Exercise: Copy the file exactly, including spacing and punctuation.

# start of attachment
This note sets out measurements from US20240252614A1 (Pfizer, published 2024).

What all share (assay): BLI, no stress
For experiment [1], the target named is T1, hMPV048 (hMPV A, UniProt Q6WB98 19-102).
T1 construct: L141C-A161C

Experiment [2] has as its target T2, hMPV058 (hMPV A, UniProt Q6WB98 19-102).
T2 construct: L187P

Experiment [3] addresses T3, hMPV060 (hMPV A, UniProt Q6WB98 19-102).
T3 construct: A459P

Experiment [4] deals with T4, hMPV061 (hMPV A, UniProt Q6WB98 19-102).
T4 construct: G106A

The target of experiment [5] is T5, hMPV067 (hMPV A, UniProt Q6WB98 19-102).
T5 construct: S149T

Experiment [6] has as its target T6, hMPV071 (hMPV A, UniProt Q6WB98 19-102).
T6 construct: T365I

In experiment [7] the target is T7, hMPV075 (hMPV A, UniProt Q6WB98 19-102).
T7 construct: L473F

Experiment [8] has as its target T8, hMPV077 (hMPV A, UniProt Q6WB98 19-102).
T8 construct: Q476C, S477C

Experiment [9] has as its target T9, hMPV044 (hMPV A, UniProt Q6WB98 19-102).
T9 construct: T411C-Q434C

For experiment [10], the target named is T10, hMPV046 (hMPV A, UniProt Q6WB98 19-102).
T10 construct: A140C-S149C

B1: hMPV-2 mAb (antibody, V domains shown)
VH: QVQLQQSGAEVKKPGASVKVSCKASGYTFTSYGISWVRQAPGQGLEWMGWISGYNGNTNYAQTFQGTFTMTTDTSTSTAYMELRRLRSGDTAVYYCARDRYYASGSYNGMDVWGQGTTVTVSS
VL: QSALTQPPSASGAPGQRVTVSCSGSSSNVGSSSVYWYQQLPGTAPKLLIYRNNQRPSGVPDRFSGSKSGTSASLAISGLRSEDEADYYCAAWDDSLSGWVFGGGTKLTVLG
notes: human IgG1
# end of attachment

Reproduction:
This note sets out measurements from US20240252614A1 (Pfizer, published 2024).

What all share (assay): BLI, no stress
For experiment [1], the target named is T1, hMPV048 (hMPV A, UniProt Q6WB98 19-102).
T1 construct: L141C-A161C

Experiment [2] has as its target T2, hMPV058 (hMPV A, UniProt Q6WB98 19-102).
T2 construct: L187P

Experiment [3] addresses T3, hMPV060 (hMPV A, UniProt Q6WB98 19-102).
T3 construct: A459P

Experiment [4] deals with T4, hMPV061 (hMPV A, UniProt Q6WB98 19-102).
T4 construct: G106A

The target of experiment [5] is T5, hMPV067 (hMPV A, UniProt Q6WB98 19-102).
T5 construct: S149T

Experiment [6] has as its target T6, hMPV071 (hMPV A, UniProt Q6WB98 19-102).
T6 construct: T365I

In experiment [7] the target is T7, hMPV075 (hMPV A, UniProt Q6WB98 19-102).
T7 construct: L473F

Experiment [8] has as its target T8, hMPV077 (hMPV A, UniProt Q6WB98 19-102).
T8 construct: Q476C, S477C

Experiment [9] has as its target T9, hMPV044 (hMPV A, UniProt Q6WB98 19-102).
T9 construct: T411C-Q434C

For experiment [10], the target named is T10, hMPV046 (hMPV A, UniProt Q6WB98 19-102).
T10 construct: A140C-S149C

B1: hMPV-2 mAb (antibody, V domains shown)
VH: QVQLQQSGAEVKKPGASVKVSCKASGYTFTSYGISWVRQAPGQGLEWMGWISGYNGNTNYAQTFQGTFTMTTDTSTSTAYMELRRLRSGDTAVYYCARDRYYASGSYNGMDVWGQGTTVTVSS
VL: QSALTQPPSASGAPGQRVTVSCSGSSSNVGSSSVYWYQQLPGTAPKLLIYRNNQRPSGVPDRFSGSKSGTSASLAISGLRSEDEADYYCAAWDDSLSGWVFGGGTKLTVLG
notes: human IgG1